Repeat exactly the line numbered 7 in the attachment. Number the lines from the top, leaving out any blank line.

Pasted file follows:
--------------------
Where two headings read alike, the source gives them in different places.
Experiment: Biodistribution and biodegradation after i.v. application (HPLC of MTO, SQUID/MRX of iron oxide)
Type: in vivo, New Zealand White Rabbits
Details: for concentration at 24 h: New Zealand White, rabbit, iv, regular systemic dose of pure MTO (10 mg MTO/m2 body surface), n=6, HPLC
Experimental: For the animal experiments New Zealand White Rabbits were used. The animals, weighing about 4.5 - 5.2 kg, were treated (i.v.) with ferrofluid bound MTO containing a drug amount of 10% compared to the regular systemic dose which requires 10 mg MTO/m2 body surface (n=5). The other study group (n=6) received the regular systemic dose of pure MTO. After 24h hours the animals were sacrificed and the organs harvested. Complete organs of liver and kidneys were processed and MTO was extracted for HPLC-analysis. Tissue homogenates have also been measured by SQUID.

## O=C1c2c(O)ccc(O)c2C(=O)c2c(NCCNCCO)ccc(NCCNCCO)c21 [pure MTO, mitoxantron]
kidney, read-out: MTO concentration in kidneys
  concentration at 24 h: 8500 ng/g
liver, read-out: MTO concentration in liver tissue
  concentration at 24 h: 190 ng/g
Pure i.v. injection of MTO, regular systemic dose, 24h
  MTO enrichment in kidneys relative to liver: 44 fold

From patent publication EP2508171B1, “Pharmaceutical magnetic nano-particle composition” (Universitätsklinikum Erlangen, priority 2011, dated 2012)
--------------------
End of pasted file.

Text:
kidney, read-out: MTO concentration in kidneys